T-Mobile (NYSE:PCS) is continuing on its path to disrupt the wireless industry. The company recently announced a number of new initiatives that are designed to increase transparency and make things easier for their customers.

Beginning January 22, T-Mobile will only offer the T-Mobile ONE plan. With the new plan, T-Mobile customers will be charged exactly what is advertised, as all taxes and fees have been included into price of the plan. When you sign up for the $40 a line plan, for a family of four, your bill at the end of the month will be exactly $40 per line for your wireless service.

T-Mobile is also introducing a new KickBack program, which gives customers cash back for remaining under 2GB of data per month. Customers who don’t go over 2GB of data will get a credit of up to $10 per qualifying line applied to their bill. Customers must opt-in online and pay their bill on time to qualify for the credit.

T-Mobile is celebrating another big year in customer gains. The carrier has added more than 8 million new customers for the year for the third year in a row. About 3.3 million of them are postpaid phone customers and 2.5 million are prepaid subscribers. T-Mobile reported adding 2.1 million customers in the fourth quarter of 2016 alone.

T-Mobile is now the fastest-growing network in the country, ranking third in overall subscribers. T-Mobile has been responsible for more than 100 percent of the industry’s growth in new phone subscribers over the past four years. Its larger competitors AT&T and Verizon haven’t grown their phone customer base at all. Verizon said it lost 36,000 postpaid phone customers in the third quarter, while AT&T lost 268,000 such customers. Fourth-ranked Sprint added 347,000 of these subscribers in the period.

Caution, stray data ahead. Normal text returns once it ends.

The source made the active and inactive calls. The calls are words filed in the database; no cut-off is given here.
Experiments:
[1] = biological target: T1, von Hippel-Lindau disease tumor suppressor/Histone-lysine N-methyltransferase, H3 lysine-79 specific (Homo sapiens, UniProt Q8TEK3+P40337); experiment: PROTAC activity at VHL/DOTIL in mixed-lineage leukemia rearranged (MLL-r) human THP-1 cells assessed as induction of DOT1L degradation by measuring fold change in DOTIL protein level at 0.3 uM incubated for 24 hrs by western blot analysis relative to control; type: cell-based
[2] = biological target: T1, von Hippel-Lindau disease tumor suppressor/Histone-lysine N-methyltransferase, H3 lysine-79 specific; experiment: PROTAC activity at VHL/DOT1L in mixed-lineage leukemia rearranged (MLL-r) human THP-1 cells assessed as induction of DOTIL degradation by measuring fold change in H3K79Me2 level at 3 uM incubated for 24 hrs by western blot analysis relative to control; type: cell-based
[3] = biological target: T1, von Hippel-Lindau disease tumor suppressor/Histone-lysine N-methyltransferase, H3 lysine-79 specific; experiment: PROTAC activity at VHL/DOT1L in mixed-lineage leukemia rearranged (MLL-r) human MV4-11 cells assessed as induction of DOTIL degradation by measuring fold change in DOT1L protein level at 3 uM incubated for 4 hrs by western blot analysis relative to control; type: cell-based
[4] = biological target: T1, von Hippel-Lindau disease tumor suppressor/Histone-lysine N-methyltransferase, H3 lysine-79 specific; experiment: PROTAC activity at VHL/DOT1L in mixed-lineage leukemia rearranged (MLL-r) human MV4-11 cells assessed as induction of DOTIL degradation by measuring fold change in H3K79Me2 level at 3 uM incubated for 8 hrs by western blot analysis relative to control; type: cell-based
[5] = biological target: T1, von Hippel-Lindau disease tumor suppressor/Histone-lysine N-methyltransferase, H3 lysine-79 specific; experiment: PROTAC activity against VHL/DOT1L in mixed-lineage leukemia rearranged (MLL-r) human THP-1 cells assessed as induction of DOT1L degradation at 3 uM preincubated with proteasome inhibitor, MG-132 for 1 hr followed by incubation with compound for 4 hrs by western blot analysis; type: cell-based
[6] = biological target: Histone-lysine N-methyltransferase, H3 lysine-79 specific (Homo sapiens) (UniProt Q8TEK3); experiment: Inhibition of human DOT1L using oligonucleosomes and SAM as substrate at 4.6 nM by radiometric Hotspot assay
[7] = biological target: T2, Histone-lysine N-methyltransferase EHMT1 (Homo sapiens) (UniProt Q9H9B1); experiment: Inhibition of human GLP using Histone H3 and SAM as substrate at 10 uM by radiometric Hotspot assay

CEO John Legere bragged about the wireless carrier’s success at a press conference at CES 2017 in Las Vegas. Legere said, “Four years ago we launched the Un-carrier and promised to change the wireless industry for good. Consumers are responding.” Legere predicted T-Mobile will continue to add new phone customers.

Five years ago, AT&T abandoned its $39 billion plan to buy T-Mobile. The company decided to use the cash from the breakup of their failed merger to make improvements in the network. Legere’s team has extended coverage into suburban markets and built a 4G LTE network that provides network performance to rival its bigger competitors.

Today, T-Mobile’s larger competitors are focusing on other aspects of their business, notably the media divisions. AT&T has bet on DirecTV and Time Warner, while Verizon has acquired AOL and pursued a purchase of Yahoo.

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